Jay Lethal does the Macho Man proud
On the graphical front, TNA Impact! isn’t bad looking, but neither is it all that great. Even though it looks better than the PS2 version of the game, it doesn’t look like anything the PS2 couldn't handle. The animations run pretty smoothly for the most part, but there are glitches from time to time that make it look rough. That said, game seemed to run at a steady 60 fps, and I didn't notice any sort of slowdown at all. The characters occasionally look rough around the edges, but they are fairly detailed, so much so that you can even see the fine mesh-like stitch work on Suicide's bodysuit. This extra detail is what makes it stand out from the PS2 version of the game. The audience looks fairly good, and even though you can see multiples of the same people running around, each person is well rendered and not just an old school cardboard stand-up. Sadly the audience doesn't really react to the action in the ring, but that’s fine, as the action is limited to not spill into the realm of the fans.
The music is standard wrestling fare, with the theme music of all of the wrestlers and music related to each level’s location. For instance, while you are in Tijuana at the beginning of the game, music with a distinct Latin flavor is playing in the background. This music is pretty good, and for a fan of the TV program itself, I was pleased. There seems to be a trend with all sports games now to have the menus and other non-game specific sections of a game blasting tons of licensed music, usually of the nu-metal or rap variety. As a fan of neither genre, I was glad that TNA Impact! did not do this. I remember many times while playing WWE Smackdown vs Raw 2008, becoming infuriated by a certain Lil Jon song and having to mute the volume in the game while I was creating a character. I can handle wrestler theme songs, and that’s what this game has. The other sound effects, while good, get annoying really fast. This is especially prevalent in the case of match commentary, where it seems like they only recorded 10 phrases for Mike Tenay and Don West, and just repeated them constantly. It kind of reminded me of the old NBA Jam games, except hearing the occasional "boom shaka laka" is a lot less annoying than hearing Don West say "he's on fire" 600 times a match.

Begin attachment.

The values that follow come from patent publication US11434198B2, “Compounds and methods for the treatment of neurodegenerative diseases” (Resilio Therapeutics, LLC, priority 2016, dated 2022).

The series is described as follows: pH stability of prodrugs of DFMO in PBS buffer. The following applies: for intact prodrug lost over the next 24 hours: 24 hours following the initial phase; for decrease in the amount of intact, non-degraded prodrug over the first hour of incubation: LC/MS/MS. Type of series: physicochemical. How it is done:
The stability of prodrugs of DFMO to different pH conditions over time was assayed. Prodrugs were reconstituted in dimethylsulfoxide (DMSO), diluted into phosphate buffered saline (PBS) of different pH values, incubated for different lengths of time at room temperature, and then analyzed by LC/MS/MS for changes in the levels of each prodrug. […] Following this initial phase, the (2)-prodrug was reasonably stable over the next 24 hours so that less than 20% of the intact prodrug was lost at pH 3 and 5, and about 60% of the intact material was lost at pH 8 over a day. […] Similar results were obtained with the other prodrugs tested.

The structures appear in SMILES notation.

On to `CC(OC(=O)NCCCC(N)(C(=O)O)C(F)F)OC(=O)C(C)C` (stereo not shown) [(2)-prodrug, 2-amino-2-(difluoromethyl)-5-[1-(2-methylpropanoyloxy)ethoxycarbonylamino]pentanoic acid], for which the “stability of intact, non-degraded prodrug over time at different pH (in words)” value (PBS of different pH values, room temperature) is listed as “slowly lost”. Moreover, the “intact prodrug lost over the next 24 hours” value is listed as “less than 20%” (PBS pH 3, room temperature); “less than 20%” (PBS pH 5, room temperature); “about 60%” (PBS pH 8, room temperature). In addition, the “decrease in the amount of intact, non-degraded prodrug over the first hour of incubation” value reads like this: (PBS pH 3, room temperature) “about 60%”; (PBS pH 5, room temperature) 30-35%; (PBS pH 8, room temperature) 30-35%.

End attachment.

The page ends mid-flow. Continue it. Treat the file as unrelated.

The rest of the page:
Having no Tag team moves is such a waste, considering the great tag division in TNA
Now for the real meat and potatoes of the game: the gameplay. One of the strengths TNA Impact! has going for it is that it's easy to pick up and play, which means that without looking at the booklet too much I was able to play the game fairly well. I found both the classic controller and Wiimote & nunchuck set-ups easy to use, and opted for the latter. The controls are fairly straight forward, A to punch, B to kick, hold C plus A or B for the strong versions etc. The only few instances of Waggle occur when you need to shake the Wiimote to get out of a hold or Irish whip someone into the ropes, but all you do is grapple then move the nunchuck in the direction you would like to throw them. I felt that TNA Impact! was far more streamlined and responsive than any wrestling game that I’ve played in the last 3 or 4 years. If I wanted to do a certain move it happened, and not a bunch of other stuff that usually happens in wrestling games, like unintentionally jumping out of the ring.